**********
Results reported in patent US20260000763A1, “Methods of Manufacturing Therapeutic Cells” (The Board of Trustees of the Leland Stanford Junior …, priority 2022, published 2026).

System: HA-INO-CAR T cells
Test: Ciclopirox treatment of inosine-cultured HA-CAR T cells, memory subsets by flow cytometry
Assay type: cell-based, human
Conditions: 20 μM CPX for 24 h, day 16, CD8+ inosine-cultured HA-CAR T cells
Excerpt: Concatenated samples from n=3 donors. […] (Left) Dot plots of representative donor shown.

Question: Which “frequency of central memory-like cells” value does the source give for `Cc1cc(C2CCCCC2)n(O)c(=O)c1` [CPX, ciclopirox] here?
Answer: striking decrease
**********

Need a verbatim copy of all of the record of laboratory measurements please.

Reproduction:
Results reported in patent US20260000763A1, “Methods of Manufacturing Therapeutic Cells” (The Board of Trustees of the Leland Stanford Junior …, priority 2022, published 2026).

System: HA-INO-CAR T cells
Test: Ciclopirox treatment of inosine-cultured HA-CAR T cells, memory subsets by flow cytometry
Assay type: cell-based, human
Conditions: 20 μM CPX for 24 h, day 16, CD8+ inosine-cultured HA-CAR T cells
Excerpt: Concatenated samples from n=3 donors. […] (Left) Dot plots of representative donor shown.

Question: Which “frequency of central memory-like cells” value does the source give for `Cc1cc(C2CCCCC2)n(O)c(=O)c1` [CPX, ciclopirox] here?
Answer: striking decrease